Welcome to Hall Pass. This newsletter keeps you plugged into the conversations driving school board politics and governance. Each week, we bring you a roundup of the latest on school board elections, along with sharp commentary and research from across the political spectrum on the issues confronting school boards in the country’s 14,000 school districts. We’ll also bring you the latest on school board elections and recall efforts, including candidate filing deadlines and election results.
In today’s edition, you’ll find:
- On the issues: The debate over parental access to teaching materials
- School board filing deadlines, election results, and recall certifications
- An update on school board recall efforts
- Candidate Connection survey
On the issues
In this section, we curate reporting, analysis, and commentary on the issues school board members deliberate when they set out to offer the best education possible in their district.
The debate over parental access to teaching materials
One debate currently playing out in legislatures and school districts is whether schools should have to post curriculum and teacher training materials online. For example, on March 14, the Arizona State Senate passed SB 1211, a bill that would require schools to post curriculum and classroom activities online. The bill now goes to the House for consideration.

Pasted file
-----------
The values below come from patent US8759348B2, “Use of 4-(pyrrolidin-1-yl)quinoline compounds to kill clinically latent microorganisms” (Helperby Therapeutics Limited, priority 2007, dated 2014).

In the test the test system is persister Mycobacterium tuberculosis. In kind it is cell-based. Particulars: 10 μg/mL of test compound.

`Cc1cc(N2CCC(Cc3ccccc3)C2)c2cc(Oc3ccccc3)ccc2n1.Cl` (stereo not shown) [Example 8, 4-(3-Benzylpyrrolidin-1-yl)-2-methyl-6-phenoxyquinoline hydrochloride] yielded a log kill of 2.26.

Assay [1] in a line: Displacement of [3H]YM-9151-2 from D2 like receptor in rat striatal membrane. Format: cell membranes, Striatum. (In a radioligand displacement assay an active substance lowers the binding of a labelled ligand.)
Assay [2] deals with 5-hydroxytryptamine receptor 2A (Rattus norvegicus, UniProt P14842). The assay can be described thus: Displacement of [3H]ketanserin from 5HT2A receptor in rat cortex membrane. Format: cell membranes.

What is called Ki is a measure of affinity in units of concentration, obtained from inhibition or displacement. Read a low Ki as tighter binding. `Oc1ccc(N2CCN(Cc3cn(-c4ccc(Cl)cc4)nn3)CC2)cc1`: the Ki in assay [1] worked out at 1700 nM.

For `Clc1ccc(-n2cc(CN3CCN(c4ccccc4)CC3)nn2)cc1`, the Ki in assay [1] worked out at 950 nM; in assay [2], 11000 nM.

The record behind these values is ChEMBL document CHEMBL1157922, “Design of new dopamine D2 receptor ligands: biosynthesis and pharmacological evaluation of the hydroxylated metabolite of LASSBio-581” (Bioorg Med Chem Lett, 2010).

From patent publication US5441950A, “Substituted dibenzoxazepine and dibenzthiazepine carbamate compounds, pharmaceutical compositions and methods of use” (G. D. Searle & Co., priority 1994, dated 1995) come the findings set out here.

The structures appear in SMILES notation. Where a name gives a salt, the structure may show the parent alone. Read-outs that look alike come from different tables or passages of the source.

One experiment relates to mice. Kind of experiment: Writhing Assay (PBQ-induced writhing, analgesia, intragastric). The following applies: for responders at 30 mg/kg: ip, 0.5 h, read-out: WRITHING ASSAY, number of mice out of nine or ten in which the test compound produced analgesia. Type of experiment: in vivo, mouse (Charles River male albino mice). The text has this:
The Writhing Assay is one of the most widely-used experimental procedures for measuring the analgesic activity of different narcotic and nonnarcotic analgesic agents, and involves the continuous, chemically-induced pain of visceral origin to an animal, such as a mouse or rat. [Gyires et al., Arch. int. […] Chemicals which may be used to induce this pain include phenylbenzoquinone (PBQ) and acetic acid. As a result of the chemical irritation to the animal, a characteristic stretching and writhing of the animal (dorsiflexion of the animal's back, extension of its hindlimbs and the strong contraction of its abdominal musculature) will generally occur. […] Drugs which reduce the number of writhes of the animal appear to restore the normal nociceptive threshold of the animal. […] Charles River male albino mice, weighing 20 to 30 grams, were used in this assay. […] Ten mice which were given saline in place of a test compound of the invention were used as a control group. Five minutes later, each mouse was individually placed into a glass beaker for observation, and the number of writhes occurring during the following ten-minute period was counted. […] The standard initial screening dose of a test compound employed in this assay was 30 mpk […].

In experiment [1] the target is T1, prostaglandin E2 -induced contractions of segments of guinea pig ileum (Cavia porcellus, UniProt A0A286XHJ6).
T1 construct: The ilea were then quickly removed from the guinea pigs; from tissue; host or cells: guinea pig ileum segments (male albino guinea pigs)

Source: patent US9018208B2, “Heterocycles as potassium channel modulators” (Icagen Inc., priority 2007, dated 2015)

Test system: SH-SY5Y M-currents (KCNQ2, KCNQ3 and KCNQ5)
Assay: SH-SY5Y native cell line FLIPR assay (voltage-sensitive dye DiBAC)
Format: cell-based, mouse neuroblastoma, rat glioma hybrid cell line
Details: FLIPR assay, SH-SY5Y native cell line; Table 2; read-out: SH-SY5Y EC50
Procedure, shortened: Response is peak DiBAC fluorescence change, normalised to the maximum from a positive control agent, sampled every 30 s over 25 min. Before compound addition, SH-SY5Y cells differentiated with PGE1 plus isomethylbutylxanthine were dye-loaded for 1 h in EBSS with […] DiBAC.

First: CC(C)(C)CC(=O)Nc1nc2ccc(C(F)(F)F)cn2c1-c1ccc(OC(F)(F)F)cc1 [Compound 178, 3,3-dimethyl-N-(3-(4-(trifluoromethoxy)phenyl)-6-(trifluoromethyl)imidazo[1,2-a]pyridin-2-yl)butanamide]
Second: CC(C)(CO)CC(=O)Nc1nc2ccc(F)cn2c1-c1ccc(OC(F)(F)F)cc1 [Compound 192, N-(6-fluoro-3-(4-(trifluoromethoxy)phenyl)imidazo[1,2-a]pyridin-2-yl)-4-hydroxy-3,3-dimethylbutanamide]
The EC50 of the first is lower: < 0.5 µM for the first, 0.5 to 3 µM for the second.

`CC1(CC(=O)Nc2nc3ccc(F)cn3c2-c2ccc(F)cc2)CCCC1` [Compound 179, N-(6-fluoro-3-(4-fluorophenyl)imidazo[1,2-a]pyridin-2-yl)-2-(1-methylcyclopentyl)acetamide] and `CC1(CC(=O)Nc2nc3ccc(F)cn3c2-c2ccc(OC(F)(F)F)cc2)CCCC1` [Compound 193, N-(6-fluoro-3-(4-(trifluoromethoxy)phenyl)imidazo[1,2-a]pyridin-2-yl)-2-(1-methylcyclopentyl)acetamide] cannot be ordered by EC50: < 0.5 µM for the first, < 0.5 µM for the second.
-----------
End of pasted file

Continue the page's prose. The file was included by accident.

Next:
Below, Christopher Rufo, a senior fellow at the Manhattan Institute and director of the Institute’s initiative on critical race theory, writes that parents should be able to see what public schools teach their children. Rufo says parental access to curricular materials is especially important on issues like race, gender and sex, and political ideology.
Natalie Wexler, a senior contributor at Forbes, writes that the lack of published curriculum online does not indicate schools and school districts are hiding politically charged teaching materials. Wexler says teachers rarely rely on a set curriculum, so it is difficult to share their materials with parents. Wexler says greater reliance on curriculum could improve learning outcomes, but transparency bills on controversial topics could disincentivize the use of curriculum.